Induction of Lactation in the Non-Pregnant Mare

Poor milk production or the loss of a mare in the peripartum period (occurring in the last month of gestation or the first few months after delivery) can jeopardize the health and viability of the foal. To provide the foal with an alternate source of milk, the horse owner might opt to hand-rear the foal using a milk replacement formula, or pair the foal with a lactating nurse mare. While the use of a nurse mare is generally preferred to ensure proper socialization and nutrition of the foal, many horse owners do not have access to nurse mares, said John V. Steiner, DVM, Dipl. ACT, of Hagyard Equine Medical Institute in Lexington, Ky., in his presentation on induction of lactation in the non-pregnant mare given at the Hagyard Bluegrass Equine Reproduction Symposium 2006, which was held Oct. 18-21 in Lexington.

Steiner said that in a 2002 study led by Peter F. Daels, DVM, PhD, of the Equine Embryo Transfer Center in Passendale, Belgium, researchers successfully induced lactation in non-pregnant mares that had previously delivered and nursed at least one foal. On Days 1 through 14 of the study, the mares were fitted with vaginal sponges containing altrenogest (Regu-mate, which suppresses estrus) and estradiol benzoate (the ester of a potent estrogen that prepares the uterus for implantation of the fertilized ovum). On Day 8, the mares received intramuscular injections of estradiol benzoate and Prostaglandin (dinoprost, which destroys the progesterone-producing corpus luteum that is formed after ovulation). On Days 8 through 14, the dopamine D2 receptor antagonist sulpiride (used as an anti-psychotic in humans, but its antagonistic effects on dopamine levels encourages milk production in horses), was administered intramuscularly twice daily. This combination of drugs effectively can trick the mare's body, feigning pregnancy, birth, then lactation.

Mechanical milking of the mares began on the ninth day of treatment, with oxytocin (which is involved in milk letdown) administered approximately two minutes prior to milking. Although the mares in this study did not appear to produce colostrum, they were induced to lactate sufficiently to adopt foals within two weeks.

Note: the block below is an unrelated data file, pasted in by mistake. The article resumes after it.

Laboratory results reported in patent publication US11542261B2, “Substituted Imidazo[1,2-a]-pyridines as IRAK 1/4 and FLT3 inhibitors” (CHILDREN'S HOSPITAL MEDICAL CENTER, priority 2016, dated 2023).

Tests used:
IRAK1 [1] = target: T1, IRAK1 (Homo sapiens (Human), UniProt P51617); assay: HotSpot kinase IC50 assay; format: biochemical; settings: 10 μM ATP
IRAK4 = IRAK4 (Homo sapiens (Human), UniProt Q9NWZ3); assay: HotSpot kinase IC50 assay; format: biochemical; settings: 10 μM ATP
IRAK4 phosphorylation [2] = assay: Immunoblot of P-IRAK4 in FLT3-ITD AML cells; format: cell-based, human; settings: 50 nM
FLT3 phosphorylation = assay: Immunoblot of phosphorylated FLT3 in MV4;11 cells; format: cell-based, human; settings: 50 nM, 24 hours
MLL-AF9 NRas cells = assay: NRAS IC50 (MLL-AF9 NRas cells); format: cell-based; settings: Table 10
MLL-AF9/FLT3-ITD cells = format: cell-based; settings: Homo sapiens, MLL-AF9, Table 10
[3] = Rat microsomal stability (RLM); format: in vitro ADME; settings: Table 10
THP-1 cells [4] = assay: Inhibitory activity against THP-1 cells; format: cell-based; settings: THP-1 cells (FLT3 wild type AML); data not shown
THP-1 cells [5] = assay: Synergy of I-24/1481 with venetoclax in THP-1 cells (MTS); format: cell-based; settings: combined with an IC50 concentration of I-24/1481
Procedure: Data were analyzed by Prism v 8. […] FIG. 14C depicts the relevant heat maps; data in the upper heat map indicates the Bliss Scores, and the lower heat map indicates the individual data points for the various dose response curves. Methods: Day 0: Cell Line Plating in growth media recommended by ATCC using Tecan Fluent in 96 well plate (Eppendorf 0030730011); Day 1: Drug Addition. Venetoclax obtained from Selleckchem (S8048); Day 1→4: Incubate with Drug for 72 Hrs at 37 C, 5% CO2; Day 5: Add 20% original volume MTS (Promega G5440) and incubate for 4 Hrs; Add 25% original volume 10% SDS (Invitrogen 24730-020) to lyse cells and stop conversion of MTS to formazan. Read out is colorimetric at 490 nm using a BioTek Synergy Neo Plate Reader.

In a recent study conducted on a large nurse mare farm in Central Kentucky by Steiner, a modification of Dael's protocol was implemented. According to Steiner, "Modification of the protocol allowed us to use materials that were readily available, which made it a little more practical."

In each year of the three-year study, 20-25 non-pregnant mares were induced to lactate. Following the revised protocol, the mares were given progesterone and estradiol injections once daily on Days 1 through 7. On Days 1 through 10, the mares received twice-daily intramuscular injections of sulpiride. On day seven, each mare received a single intramuscular injection of the luteolytic agent, Lutalyse, which destroys the corpus luteum.

Because the nurse mare farm had a large number of orphan foals as a result of their dams being leased, mechanical milking of the treated mares was not necessary. On the first day of treatment, one orphan foal was placed with each treated mare to provide suckle stimulus. Foals that were poor sucklers were subsequently replaced with aggressive sucklers. Oxytocin was administered to the mares on a discretionary basis. Each foal was supplemented with mare's milk or milk replacer until its mare had enough milk to support it.

Using the revised protocol for induction of lactation, approximately 80% of treated non-pregnant mares lactated sufficiently to raise a foal. The cost of the 10-day treatment was approximately $200 per mare.

"The advantages of using this protocol are that it is practical and affordable," said Steiner. "It also produces reliable results."

About the Author

Rallie McAllister, MD

Rallie McAllister, MD, grew up on a horse farm in Tennessee, and has raised and trained horses all of her life. She now lives in Lexington, Ky., on a horse farm with her husband and three sons. In addition to her practice of emergency and corporate medicine, she is a syndicated columnist (Your Health by Dr. Rallie McAllister), and the author of four health-realted books, including Riding For Life, published by Eclipse Press and available at or by calling 800/582-5604.

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